It won't be on the merit of her performance, though. Critics have lined up to shower praise on the Wolf of Wall Street actress for her complex and spiky turn as disgraced former figure skater, Tonya Harding, whose legacy was forever tarnished when she was associated with a vicious attack on fellow skater, Nancy Kerrigan.

The name Tonya Harding might not mean that much on UK shores but the story is an astonishing one, and critics agree that Robbie, in conjunction with director Craig Gillespie, more than does justice to its seedy undercurrents of greed and jealousy. "Robbie delivers a performance that is breathtaking to behold, almost to the point of exhaustion," raves Peter Howell in Toronto Star, and his verdict is echoed by many other top critics.

Writers Ty Burr in The Boston Globe: "Robbie is taller, bigger than the tiny, fierce Harding, but she gets the athlete's forward drive, and the anger that seemed to fuel the dynamo, and when life hands Tonya lemons, Robbie sets her jaw and bears down." And in Variety, Owen Gleiberman describes Robbie's turn as a "canny, live-wire, deeply sympathetic performance."

Add to all this praise a Golden Globe nomination and Robbie certainly has enough on her side to win the award. But will the real-life character she's playing prove too edgy and difficult for the character to stomach? Hey, if Frances McDormand is in with a chance, then don't rule it out.


Meryl Streep

The movie The Post

Chances of winning the Oscar 25%

It may seem odd but being the most awards-feted actress of the modern age may count against Meryl Streep in this year's race. After all, what more does she have to prove, and what more do the Academy have to prove in gifting her another Oscar?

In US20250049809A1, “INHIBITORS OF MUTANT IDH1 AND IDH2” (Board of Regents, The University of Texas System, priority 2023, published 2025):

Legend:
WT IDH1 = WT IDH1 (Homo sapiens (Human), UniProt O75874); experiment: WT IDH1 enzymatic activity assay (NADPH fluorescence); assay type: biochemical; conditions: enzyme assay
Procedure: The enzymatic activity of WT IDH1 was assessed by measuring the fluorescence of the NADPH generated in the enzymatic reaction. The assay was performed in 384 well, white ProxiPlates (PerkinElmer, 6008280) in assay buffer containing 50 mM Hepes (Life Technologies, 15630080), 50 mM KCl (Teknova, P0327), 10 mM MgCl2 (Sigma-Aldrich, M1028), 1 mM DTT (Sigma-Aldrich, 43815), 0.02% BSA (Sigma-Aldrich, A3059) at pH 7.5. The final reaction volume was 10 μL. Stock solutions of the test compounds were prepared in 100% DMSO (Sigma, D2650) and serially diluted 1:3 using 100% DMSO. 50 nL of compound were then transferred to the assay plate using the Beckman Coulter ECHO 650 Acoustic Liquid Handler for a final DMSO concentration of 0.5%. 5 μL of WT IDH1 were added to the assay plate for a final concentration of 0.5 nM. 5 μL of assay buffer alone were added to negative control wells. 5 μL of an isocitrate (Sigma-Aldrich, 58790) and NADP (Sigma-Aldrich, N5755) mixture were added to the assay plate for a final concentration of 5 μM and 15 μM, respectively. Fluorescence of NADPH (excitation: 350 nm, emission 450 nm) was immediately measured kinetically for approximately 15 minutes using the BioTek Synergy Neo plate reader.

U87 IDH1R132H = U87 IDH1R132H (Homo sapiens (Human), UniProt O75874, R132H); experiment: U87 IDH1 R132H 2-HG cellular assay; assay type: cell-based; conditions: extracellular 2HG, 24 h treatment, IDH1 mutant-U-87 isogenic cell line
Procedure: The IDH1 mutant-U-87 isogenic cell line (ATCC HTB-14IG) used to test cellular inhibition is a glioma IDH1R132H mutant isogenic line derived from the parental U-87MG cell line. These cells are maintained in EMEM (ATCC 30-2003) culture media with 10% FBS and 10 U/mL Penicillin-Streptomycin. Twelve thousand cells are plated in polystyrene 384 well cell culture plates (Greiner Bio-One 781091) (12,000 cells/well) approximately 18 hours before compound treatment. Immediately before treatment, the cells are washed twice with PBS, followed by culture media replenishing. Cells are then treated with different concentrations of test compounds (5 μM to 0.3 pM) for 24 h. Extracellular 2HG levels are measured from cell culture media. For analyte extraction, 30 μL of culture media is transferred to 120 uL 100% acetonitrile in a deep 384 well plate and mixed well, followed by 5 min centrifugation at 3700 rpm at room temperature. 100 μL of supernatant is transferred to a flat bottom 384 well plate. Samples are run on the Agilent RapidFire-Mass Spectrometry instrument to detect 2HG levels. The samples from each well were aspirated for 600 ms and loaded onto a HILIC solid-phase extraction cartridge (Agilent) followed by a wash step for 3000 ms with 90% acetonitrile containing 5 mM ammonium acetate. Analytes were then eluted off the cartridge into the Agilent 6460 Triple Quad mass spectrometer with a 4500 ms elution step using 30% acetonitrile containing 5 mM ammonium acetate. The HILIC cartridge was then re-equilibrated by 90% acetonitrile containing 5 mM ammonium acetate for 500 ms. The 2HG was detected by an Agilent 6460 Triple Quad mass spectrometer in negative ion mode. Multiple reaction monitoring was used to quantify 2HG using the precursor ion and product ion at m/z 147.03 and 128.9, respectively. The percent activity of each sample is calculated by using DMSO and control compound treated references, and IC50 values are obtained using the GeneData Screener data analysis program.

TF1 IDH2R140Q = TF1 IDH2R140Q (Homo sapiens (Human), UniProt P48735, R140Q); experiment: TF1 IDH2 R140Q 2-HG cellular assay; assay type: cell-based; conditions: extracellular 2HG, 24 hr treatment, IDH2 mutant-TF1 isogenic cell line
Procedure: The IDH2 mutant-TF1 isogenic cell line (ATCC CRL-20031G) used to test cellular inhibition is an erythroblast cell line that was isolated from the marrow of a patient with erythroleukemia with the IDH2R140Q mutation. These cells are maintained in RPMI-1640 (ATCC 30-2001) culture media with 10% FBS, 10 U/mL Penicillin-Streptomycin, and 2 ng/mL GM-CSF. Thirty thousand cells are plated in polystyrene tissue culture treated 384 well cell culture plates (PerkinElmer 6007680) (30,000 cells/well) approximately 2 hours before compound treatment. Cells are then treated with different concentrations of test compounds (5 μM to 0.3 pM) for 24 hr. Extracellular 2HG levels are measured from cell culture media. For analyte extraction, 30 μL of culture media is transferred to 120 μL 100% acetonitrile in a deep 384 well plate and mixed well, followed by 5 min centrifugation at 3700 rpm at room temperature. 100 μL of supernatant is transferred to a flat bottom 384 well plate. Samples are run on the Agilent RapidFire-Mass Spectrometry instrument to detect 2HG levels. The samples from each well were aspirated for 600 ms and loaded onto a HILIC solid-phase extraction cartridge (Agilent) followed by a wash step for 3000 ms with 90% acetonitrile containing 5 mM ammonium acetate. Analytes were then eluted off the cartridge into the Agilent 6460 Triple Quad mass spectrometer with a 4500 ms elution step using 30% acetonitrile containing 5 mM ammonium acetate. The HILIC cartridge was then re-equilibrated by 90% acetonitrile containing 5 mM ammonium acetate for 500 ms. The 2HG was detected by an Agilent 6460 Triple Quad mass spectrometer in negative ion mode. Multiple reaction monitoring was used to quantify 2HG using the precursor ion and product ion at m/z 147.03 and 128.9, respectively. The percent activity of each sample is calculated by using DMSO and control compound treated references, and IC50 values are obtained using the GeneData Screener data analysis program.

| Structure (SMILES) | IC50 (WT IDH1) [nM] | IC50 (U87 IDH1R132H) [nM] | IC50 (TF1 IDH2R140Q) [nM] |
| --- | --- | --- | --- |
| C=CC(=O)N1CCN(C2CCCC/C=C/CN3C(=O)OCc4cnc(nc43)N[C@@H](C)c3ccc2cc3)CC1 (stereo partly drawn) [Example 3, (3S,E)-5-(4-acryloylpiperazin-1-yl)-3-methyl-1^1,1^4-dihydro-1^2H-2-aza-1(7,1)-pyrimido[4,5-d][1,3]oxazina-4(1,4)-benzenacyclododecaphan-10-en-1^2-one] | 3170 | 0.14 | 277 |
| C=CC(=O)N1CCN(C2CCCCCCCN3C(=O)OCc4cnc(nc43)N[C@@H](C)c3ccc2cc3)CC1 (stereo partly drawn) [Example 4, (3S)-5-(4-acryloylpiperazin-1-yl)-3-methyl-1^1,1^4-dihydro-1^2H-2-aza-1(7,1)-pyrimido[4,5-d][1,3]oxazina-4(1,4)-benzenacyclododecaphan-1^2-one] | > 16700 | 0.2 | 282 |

Like Margot Robbie in I, Tonya, that's not to denigrate her performance in Steven Spielberg's The Post. After all, the words 'bad performance' and 'Meryl Streep' rarely, if ever, go cap in hand. By most accounts Streep delivers yet another extraordinary real-life portrayal, bringing to life Washington Post owner Kay Graham who must comprehend going to war with the American goverment over the publishing of the Pentagon Papers, incriminating documents detailing lies about the Vietnam war.

Streep's role is a progressive and topical one: in Spielberg's movie Kay is depicted as a lone female voice in a chauvinist, male-dominated environment, and as we've already mentioned timeliness and topicality is something that always gets the attention of Oscar voters.

Nevertheless she's been nominated 17 times before and already has three Oscars to her name (most recently for transforming into Margaret Thatcher in The Iron Lady), so this year it may be more seemly to give a rising star the industry boost they need.



Who do you think will win the Best Actress Oscar this year? Tweet us your hot tips @Cineworld.